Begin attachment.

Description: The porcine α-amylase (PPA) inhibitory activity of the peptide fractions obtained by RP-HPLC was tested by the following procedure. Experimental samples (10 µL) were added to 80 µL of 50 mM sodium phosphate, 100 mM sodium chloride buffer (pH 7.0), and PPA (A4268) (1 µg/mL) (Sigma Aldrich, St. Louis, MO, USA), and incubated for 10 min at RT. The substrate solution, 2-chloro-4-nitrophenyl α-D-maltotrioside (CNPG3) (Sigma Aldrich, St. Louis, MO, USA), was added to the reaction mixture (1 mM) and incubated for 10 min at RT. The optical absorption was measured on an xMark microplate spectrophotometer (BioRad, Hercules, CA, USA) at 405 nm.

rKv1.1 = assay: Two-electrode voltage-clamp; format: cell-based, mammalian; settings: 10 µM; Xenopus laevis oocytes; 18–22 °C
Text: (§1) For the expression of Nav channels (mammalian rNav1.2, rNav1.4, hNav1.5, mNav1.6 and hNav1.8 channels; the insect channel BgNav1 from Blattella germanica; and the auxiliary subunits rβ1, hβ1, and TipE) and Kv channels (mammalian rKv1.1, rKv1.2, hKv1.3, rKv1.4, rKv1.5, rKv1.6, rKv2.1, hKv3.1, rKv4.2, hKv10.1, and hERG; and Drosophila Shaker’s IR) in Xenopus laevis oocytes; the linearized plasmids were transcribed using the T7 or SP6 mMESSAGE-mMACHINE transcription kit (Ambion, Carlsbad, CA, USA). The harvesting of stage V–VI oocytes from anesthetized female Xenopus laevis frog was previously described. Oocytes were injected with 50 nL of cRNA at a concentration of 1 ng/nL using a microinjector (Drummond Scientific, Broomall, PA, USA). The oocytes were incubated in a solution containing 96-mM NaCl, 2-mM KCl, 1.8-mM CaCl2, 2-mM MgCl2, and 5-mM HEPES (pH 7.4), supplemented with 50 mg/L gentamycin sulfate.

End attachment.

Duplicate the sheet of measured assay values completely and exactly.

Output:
Description: The porcine α-amylase (PPA) inhibitory activity of the peptide fractions obtained by RP-HPLC was tested by the following procedure. Experimental samples (10 µL) were added to 80 µL of 50 mM sodium phosphate, 100 mM sodium chloride buffer (pH 7.0), and PPA (A4268) (1 µg/mL) (Sigma Aldrich, St. Louis, MO, USA), and incubated for 10 min at RT. The substrate solution, 2-chloro-4-nitrophenyl α-D-maltotrioside (CNPG3) (Sigma Aldrich, St. Louis, MO, USA), was added to the reaction mixture (1 mM) and incubated for 10 min at RT. The optical absorption was measured on an xMark microplate spectrophotometer (BioRad, Hercules, CA, USA) at 405 nm.

rKv1.1 = assay: Two-electrode voltage-clamp; format: cell-based, mammalian; settings: 10 µM; Xenopus laevis oocytes; 18–22 °C
Text: (§1) For the expression of Nav channels (mammalian rNav1.2, rNav1.4, hNav1.5, mNav1.6 and hNav1.8 channels; the insect channel BgNav1 from Blattella germanica; and the auxiliary subunits rβ1, hβ1, and TipE) and Kv channels (mammalian rKv1.1, rKv1.2, hKv1.3, rKv1.4, rKv1.5, rKv1.6, rKv2.1, hKv3.1, rKv4.2, hKv10.1, and hERG; and Drosophila Shaker’s IR) in Xenopus laevis oocytes; the linearized plasmids were transcribed using the T7 or SP6 mMESSAGE-mMACHINE transcription kit (Ambion, Carlsbad, CA, USA). The harvesting of stage V–VI oocytes from anesthetized female Xenopus laevis frog was previously described. Oocytes were injected with 50 nL of cRNA at a concentration of 1 ng/nL using a microinjector (Drummond Scientific, Broomall, PA, USA). The oocytes were incubated in a solution containing 96-mM NaCl, 2-mM KCl, 1.8-mM CaCl2, 2-mM MgCl2, and 5-mM HEPES (pH 7.4), supplemented with 50 mg/L gentamycin sulfate.